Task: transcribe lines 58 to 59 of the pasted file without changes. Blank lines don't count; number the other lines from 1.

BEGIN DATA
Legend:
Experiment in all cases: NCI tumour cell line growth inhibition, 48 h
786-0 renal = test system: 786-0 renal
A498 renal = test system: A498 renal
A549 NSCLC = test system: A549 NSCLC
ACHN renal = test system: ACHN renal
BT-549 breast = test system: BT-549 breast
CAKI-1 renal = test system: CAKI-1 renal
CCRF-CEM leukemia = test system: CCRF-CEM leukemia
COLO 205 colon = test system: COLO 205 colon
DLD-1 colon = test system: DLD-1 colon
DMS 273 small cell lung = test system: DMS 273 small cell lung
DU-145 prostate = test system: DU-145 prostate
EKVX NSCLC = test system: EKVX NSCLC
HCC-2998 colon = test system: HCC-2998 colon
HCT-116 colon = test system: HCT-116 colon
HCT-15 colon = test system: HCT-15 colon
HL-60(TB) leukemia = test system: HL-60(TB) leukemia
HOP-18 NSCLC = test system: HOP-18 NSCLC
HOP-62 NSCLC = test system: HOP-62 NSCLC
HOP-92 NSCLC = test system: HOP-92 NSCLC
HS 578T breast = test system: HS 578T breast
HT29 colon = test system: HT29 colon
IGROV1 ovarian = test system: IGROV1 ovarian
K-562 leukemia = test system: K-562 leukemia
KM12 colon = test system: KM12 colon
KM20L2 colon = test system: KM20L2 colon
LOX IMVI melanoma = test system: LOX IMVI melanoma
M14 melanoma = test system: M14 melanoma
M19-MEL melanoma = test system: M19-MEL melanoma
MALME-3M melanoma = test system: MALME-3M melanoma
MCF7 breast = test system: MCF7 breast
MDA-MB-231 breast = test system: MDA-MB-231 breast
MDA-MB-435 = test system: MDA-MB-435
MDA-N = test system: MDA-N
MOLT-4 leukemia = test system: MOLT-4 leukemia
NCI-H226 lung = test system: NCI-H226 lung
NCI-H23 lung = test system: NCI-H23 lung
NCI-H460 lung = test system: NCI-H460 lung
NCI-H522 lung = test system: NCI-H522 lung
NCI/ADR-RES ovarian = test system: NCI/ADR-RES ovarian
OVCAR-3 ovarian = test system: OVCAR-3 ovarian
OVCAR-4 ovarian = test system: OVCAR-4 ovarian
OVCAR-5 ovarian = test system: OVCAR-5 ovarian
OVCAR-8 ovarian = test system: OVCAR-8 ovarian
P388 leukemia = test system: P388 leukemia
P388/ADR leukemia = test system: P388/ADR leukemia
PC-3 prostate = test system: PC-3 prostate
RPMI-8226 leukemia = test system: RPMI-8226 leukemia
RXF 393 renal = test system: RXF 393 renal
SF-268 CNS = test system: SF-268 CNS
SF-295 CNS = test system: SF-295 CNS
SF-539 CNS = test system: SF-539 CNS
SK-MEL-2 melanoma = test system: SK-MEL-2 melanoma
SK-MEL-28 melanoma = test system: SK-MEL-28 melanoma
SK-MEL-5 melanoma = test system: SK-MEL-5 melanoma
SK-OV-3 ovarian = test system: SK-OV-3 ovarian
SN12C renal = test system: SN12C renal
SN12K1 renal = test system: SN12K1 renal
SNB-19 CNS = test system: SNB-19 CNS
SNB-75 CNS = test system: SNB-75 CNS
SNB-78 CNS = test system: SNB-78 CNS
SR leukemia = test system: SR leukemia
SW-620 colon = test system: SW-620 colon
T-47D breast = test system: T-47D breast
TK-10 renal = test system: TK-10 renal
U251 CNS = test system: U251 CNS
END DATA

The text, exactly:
SN12C renal = test system: SN12C renal
SN12K1 renal = test system: SN12K1 renal